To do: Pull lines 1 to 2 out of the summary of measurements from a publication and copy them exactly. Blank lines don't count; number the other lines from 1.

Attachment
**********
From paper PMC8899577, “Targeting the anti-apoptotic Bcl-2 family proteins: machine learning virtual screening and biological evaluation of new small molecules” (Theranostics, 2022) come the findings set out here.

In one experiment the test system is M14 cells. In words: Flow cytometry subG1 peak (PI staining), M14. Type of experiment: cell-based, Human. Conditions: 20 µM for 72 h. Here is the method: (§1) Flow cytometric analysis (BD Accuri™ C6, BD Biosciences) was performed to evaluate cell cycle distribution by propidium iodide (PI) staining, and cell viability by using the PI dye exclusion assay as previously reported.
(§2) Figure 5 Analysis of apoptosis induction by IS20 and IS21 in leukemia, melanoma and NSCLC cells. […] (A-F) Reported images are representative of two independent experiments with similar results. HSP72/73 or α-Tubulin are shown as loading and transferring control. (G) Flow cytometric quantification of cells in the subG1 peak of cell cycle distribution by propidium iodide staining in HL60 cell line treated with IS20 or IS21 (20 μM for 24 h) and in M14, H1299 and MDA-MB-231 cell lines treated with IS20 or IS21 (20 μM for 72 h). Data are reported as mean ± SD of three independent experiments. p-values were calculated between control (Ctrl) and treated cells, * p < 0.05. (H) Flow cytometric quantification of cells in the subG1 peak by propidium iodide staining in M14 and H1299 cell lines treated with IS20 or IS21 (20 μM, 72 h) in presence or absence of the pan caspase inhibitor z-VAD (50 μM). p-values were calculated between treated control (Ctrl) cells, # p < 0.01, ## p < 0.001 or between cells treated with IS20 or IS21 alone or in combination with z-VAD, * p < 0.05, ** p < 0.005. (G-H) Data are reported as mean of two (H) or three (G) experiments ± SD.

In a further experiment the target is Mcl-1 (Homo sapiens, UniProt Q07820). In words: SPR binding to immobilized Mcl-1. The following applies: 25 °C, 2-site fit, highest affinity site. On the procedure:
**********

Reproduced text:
From paper PMC8899577, “Targeting the anti-apoptotic Bcl-2 family proteins: machine learning virtual screening and biological evaluation of new small molecules” (Theranostics, 2022) come the findings set out here.

In one experiment the test system is M14 cells. In words: Flow cytometry subG1 peak (PI staining), M14. Type of experiment: cell-based, Human. Conditions: 20 µM for 72 h. Here is the method: (§1) Flow cytometric analysis (BD Accuri™ C6, BD Biosciences) was performed to evaluate cell cycle distribution by propidium iodide (PI) staining, and cell viability by using the PI dye exclusion assay as previously reported.